It's not going to be easy down the stretch for the Ottawa Senators, but if they are going to keep their names in the discussion down the stretch, the penalty killing will need to continue to be exceptional.
Through 17 games this season the Sens have been one of the top shorthanded units in hockey. They have been a man down 65 times and killed those penalties successfully 59 times for a 90.8 per cent efficiency rate, good for second in the NHL behind the Boston Bruins and their 94.1 per cent penalty kill rate.
The successful penalty kill has been a big reason why the Sens have been able to get away with such a low scoring output. They rank 25th in the NHL in goals for at 2.29 goals per game. Conversely, the Sens have been the most stingy team in the league on the back end, allowing just 1.82 goals per game.
Obviously a big part of the disparity between goals for and goals against has to do with the stellar goaltending the Sens have received. Craig Anderson has been (arguably) the best goaltender in the NHL this season. Similarly, after a shaky start to the season, Ben Bishop has rebounded nicely, allowing just two goals in his last two starts.
The old adage in hockey says that a goaltender must be your best penalty killer and the Sens have received that backstopping to this point in the season.
After last night's win over the Islanders, Head Coach Paul MacLean was quick to praise the work of his penalty killers. It was easy to see why. They held the Islanders to an 0-for-4 mark with the man advantage and had the likes of John Tavares and Matt Moulson visibly frustrated. The work of Erik Condra, Zack Smith, and others up front put the Islanders point men on their back heels, while the defensive unit as a whole cleared the space around Anderson effectively.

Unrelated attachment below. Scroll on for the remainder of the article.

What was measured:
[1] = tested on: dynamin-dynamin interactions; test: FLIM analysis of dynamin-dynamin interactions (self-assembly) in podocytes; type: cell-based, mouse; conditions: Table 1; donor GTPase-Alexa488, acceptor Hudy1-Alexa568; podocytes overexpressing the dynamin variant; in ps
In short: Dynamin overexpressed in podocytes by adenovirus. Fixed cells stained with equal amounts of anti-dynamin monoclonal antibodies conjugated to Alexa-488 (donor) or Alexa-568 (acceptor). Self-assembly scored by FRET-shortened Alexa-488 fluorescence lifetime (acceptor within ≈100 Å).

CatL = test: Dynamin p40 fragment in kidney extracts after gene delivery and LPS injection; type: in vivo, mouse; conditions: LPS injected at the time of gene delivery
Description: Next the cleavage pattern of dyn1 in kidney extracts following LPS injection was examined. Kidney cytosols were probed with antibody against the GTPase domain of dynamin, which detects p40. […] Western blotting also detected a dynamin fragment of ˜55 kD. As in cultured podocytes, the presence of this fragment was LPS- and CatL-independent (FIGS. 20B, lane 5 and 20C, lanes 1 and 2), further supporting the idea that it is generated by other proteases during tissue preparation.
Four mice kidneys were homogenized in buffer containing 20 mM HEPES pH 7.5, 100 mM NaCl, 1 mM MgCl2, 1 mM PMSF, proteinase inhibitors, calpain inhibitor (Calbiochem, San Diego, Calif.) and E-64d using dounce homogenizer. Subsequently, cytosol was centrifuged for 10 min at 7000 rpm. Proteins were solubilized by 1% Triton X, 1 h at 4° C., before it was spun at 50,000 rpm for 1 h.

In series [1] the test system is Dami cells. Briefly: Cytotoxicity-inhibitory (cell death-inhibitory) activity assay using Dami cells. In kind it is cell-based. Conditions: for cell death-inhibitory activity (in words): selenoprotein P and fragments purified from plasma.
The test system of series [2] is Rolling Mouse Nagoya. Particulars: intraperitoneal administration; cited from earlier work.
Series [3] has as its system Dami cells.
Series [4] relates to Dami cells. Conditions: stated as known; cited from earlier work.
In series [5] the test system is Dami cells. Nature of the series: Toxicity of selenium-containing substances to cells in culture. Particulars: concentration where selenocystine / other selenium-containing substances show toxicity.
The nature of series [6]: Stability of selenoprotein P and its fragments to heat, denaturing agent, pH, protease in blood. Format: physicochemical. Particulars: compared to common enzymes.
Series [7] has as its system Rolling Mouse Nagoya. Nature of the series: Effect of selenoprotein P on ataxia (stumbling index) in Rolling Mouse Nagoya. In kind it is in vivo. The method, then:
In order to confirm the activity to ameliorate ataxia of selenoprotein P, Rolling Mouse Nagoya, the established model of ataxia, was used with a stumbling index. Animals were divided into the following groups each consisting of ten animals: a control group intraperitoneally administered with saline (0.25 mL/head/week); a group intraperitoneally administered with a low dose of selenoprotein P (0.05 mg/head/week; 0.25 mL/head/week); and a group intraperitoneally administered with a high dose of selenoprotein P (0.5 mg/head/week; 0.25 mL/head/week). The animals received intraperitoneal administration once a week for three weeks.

It was a textbook performance.
Whether or not this efficiency is sustainable is another issue in and of itself. Over the last five seasons, the Sens have never killed penalties at less than an 81 per cent rate which stacks up favourably against the NHL. Even if we drop this year's rate to the worst it has been in that span, the team only allows six more goals this season and slides to sixth in the NHL in goals against from first.
Still perfectly respectable.
The fact is penalty killing has never been a more valuable commodity. With a shortened season and teams constantly running hot and cold, there has never been more of a premium on scoring with the man advantage. Approximately 27 per cent of goals scored in the NHL this season have come on the power play.
While the Sens will obviously need to continue putting a big emphasis on crashing the net on the offensive end to manufacture offence and, ultimately, win games, the real key to how the 2013 season ends will lie in its ability to kill off the man advantage.
Murphy's Law dictates that Anderson and Bishop will eventually have nights where they won't be as sharp as they have been. Last night made it clear that goals will come and go. The power play will eventually round into form and give the Sens an offensive boost. Fans can take solace that the team's play has been of quality all season long, it's simply been a matter of the ends not always following the means.
Consistency in all facets of the game is of the utmost importance. But, as long as the team can continue to find a way to kill of eight or nine of every 10 penalties, they will continue to be in the thick of things.